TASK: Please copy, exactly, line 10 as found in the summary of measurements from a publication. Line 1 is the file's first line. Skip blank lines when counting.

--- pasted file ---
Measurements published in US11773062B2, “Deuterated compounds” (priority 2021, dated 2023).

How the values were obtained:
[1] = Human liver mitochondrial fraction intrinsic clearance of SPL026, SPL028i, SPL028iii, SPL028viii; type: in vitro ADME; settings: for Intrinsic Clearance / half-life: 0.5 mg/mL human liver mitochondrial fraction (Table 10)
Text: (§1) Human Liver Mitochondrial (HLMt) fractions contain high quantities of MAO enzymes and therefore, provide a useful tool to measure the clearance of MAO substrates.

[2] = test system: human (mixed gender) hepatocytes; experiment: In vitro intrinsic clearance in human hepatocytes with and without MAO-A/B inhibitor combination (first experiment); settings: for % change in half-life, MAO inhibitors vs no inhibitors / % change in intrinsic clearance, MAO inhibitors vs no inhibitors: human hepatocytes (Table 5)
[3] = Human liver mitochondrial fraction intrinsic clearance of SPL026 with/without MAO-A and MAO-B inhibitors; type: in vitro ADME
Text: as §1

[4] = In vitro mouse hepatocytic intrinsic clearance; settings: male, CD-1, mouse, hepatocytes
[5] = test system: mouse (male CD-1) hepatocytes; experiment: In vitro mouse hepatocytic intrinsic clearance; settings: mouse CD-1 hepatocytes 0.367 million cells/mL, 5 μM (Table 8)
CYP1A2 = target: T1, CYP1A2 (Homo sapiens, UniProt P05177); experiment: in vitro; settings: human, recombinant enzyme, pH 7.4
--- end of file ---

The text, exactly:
CYP1A2 = target: T1, CYP1A2 (Homo sapiens, UniProt P05177); experiment: in vitro; settings: human, recombinant enzyme, pH 7.4